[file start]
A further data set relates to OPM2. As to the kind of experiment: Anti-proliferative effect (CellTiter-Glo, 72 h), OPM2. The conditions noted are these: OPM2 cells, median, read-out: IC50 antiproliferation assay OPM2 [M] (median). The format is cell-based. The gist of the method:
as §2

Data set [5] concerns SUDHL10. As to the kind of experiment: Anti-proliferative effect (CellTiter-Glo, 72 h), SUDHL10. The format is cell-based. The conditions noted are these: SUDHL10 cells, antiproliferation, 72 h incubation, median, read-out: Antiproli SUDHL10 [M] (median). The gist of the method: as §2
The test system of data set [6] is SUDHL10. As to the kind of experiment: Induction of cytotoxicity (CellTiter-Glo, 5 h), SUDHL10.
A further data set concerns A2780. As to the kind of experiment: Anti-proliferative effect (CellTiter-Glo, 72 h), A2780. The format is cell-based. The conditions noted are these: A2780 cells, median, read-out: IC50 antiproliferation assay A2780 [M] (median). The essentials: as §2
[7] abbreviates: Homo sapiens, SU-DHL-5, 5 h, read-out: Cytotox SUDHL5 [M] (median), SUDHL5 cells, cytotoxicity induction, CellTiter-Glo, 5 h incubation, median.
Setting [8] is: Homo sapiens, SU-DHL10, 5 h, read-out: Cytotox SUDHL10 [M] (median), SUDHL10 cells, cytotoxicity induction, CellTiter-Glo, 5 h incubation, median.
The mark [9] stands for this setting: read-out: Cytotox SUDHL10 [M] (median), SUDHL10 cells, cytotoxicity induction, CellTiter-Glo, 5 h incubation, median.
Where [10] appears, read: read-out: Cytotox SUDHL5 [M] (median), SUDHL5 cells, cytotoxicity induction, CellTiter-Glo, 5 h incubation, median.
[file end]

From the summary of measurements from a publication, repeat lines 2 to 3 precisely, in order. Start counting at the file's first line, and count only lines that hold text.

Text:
as §2

Data set [5] concerns SUDHL10. As to the kind of experiment: Anti-proliferative effect (CellTiter-Glo, 72 h), SUDHL10. The format is cell-based. The conditions noted are these: SUDHL10 cells, antiproliferation, 72 h incubation, median, read-out: Antiproli SUDHL10 [M] (median). The gist of the method: as §2